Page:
Colin Lynes with his IBO World and European Championship belts
London 9th February 2011 
by Gianluca (Rio) Di Caro
Former IBO Light Welterweight Champion of the World Colin Lynes is set to make his welcome return to the ring this coming Saturday, the 12th February, against Bradley Pryce at the Matchroom Sports promoted John Watson versus Anthony Crolla vacant British Lightweight Title clash at Olympia, Liverpool.

What may surprise a few people is that Colin, a career long Light Welterweight, will now be campaigning in the Welterweight division.

To aid him with the transition Colin has enlisted father and son team Jimmy and Mark Tibbs as well as switching his training base to Johnny Eames’ excellent Ultrachem TKO Gym in Canning Town

It’s at the TKO that I managed to not only watch Colin train and spar over the past couple of months, but also managed to get to chat with him on various occasions. The last in an official capacity which enabled me to get an insight into why he has chosen to change division, coaching team and training base after all this time. The full interview follows but first a brief history of Colin Lynes’ championship career.
Jimmy Tibbs unwraps Colin Lynes’ hand after sparring at the Ultrachem TKO Gym in London
Colin, who began his pro career with 1st round knockout of Lee Frost in June 1988. After compiling a perfect record of 20 wins and 0 losses Colin successfully challenged Richard Kiley for the vacant IBO Inter-Continental title in December 2002. His reign as champion was short lived as just three months later, on his first defense at York Hall on 8th March 2003, he was stopped in the eighth round by South African Samuel Malinga.

Undeterred by his first career loss Colin put together a three win run, beating Brian Coleman, Fabrice Colombel and Cesar Alberto Leiva, to earn the right to make a full scale challenge against Argentinian Pablo Daniel Sarmiento for his IBO World Title at Goresbrook Leisure Centre in Dagenham on the 8th May 2004.

Following an exceptional hard fought battle Colin lifted the coveted belt, albeit with a little controversy, as when the judges score cards were read out two showed 117-111 and 116-112 in favour of Colin and with the other judge seeing it 114-115 in favour of Sarmiento.

Colin successfully defended his title in February 2005 against Oakland, California’s Juaquin Gallardo. Again it was another very close fight, Colin had the better of the early rounds with Gallardo coming on stronger in the later part of the contest. This time two of the judges see it in favour of Colin with 116-113 and 117-113 scores and judge Artur Ellensohn see the bout dead even at 114-114.

On the 21st October 2005 Colin unsuccessfully challenged Junior Witter for his European, British and Commonwealth titles. A few months later, on the 20th January 2006 Colin and Lenny Daws clashed, in a British title eliminator, for the Southern Area title. After nine grueling rounds Colin hopes of challenging for the British title again faded as the fight was waved off as he sat in his corner.

Never one to be dejected Colin secured two nice wins, against Janos Petrovics (6th round stoppage), and Arek Malek (2nd round retirement due to hand injury) before successfully challenging Barry Morrison for his British title in his own back yard on the 8th June 2007 at Motherwell Civic Centre.

Just over a month later, on the 20th July, Colin defended his newly won British crown and at the same time challenged Young Mutley for his European title, again in his opponents home town.

Colin was oozing confidence, and it showed in his performance. Mutley was outclassed on the night, constantly getting caught by stiff jabs and bruising left jabs from the Hornchurch man. By round eight Mutley began looking dejected and it came as no surprise to the watching crowd when Colin sends Mutley to one knee with a solid left. Mutley gets up and accepts the count.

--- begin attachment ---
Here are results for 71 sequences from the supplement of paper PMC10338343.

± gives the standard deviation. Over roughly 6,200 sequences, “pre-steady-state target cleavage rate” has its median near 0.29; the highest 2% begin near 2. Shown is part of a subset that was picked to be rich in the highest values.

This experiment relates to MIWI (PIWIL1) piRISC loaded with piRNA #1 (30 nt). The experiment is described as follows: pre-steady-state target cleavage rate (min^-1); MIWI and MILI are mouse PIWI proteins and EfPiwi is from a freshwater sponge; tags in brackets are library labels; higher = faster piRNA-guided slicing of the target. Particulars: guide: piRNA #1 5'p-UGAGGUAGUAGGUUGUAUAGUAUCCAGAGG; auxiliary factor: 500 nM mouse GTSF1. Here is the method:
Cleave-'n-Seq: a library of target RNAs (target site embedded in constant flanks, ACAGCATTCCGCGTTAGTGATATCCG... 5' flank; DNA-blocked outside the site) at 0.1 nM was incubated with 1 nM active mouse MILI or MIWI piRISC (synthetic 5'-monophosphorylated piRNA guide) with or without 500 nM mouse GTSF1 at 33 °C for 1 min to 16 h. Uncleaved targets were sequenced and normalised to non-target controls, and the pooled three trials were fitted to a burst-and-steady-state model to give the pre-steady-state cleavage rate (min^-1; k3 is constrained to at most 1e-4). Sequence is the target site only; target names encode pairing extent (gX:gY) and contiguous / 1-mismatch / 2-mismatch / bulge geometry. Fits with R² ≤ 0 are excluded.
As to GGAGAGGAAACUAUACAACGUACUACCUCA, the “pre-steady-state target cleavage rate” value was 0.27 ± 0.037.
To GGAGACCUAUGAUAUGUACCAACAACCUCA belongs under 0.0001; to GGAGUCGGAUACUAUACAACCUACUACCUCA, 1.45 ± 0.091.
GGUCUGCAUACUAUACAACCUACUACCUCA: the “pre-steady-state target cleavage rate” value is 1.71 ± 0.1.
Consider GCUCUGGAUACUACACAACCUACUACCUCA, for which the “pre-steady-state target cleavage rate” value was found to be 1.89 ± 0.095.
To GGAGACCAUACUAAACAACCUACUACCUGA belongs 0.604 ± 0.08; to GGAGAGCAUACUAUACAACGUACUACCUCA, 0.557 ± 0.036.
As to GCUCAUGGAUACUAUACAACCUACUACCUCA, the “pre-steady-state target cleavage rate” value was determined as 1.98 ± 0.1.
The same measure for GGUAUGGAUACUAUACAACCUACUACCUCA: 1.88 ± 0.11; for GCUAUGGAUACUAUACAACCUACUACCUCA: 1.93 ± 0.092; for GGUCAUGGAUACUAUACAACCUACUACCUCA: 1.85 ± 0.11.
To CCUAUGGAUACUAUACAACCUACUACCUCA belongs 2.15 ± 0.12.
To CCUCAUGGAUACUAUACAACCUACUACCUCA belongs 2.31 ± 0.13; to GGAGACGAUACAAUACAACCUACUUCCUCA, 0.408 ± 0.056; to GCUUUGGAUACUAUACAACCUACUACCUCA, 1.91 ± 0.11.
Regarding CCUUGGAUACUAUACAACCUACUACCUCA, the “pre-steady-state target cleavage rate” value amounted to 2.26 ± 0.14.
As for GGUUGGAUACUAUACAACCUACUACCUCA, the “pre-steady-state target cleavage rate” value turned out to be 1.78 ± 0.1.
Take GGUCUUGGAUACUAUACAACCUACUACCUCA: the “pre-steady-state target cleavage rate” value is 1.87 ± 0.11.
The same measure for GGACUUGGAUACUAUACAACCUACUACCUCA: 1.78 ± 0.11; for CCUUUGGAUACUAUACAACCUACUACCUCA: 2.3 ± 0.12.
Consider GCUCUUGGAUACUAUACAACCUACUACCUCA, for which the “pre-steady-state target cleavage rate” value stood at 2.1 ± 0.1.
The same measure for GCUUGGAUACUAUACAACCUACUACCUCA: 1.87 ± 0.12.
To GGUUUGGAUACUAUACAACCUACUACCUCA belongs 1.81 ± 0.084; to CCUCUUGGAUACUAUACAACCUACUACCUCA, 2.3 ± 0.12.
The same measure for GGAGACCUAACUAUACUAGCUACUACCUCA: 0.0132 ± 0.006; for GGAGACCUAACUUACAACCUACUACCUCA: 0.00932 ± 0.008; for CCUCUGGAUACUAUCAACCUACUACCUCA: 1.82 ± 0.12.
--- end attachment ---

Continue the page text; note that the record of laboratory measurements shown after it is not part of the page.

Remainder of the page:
The moment the referee, Richie Davies, finishes counting Colin is all over Mutley like a rash, throwing big left and rights that send his crashing back to the canvas. Richie Davies instantly jumped in to end the contest. Colin is elated to have added the European Light Welterweight Belt to his collection.

Colin successfully defended his European crown against Finland’s Juho Tolppola on the 25th January 2008 by a convincing 120-108 (twice) and 119-109 points margin.

Four months later, in Torino, Italy, Colin’s European reign came to an end following an incredibly close fight against Gianluca Branco. At the end of twelve hard fought rounds two judges scored it 113-114 for Branco and judge Predrag Aleksic scored it 115-113 in favour of Colin.

Two championship losses followed in quick succession, the first against Paul McCloskey for the British title on the 5th December 2008 see Colin retire in the ninth round. The second, for the now vacant European belt, against France’s Souleymane M’baye went the full distance and see Colin again on the wrong side of a contentious split decision verdict.

Colin’s next outing was competing in the hugely successful Matchroom Sports promoted Prizefighter series. In the first round Colin secured a split decision victory over David Barnes and then see off Young Mutley with yet another split decision. On the other side of the draw Gavin Rees was storming through to the final.

The final was all out war, neither protagonist gave or expected any quarter. But in the end there is only one winner and this was Rees’ time.

Colin’s final fight as a Light Welterweight came just four months later, when Colin challenged Nigerian Ajose Olusegun for his Commonwealth title. Colin’s challenge came to an abrupt end, just one minute and twenty three seconds into the eighth round, after Olusegun landed a massive body shot that left Colin retching.
Jimmy Tibbs looks on as Colin Lynes and Kevin Mitchell spar at the Ultrachem TKO Gym in London
This coming weekend Colin Lynes – The Welterweight – makes his new division debut against Bradley Pryce at the Matchroom Sports promoted John Watson versus Anthony Crolla vacant British Lightweight Title clash at Olympia. Liverpool.

Following one of his training sessions, with Jimmy and Mark Tibbs at the Ultrachem TKO Gym, I asked Colin why he has decided to campaign at Welterweight amongst other things.

Rio – After almost a year out of the ring you’re back again, this time as a Welterweight. What made you decide to move from Light Welter?

Colin Lynes – I was winning fights but I wasn’t feeling great about it, you know. I remember beating a Finnish guy Juho Tolppola. I won every round hands down and even after that fight I didn’t feel great in myself. I went home and spoke with my trainer and it was down to championship fighting.